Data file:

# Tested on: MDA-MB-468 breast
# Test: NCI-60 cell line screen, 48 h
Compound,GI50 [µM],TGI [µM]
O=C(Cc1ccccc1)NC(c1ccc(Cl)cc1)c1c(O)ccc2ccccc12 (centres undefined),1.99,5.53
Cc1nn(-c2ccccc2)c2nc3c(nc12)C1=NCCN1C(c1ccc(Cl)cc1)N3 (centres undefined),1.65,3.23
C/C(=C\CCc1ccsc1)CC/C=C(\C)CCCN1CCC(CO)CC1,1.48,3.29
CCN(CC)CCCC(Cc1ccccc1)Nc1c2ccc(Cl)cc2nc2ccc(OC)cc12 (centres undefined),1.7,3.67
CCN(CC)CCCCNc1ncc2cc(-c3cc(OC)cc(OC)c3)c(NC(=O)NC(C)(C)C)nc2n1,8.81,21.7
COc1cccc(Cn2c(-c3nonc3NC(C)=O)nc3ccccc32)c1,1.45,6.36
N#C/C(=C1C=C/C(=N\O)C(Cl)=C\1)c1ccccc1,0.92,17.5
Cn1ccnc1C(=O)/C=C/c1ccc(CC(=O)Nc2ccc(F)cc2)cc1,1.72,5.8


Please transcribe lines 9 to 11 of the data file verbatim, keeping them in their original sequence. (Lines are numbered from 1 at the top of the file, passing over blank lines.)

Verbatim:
COc1cccc(Cn2c(-c3nonc3NC(C)=O)nc3ccccc32)c1,1.45,6.36
N#C/C(=C1C=C/C(=N\O)C(Cl)=C\1)c1ccccc1,0.92,17.5
Cn1ccnc1C(=O)/C=C/c1ccc(CC(=O)Nc2ccc(F)cc2)cc1,1.72,5.8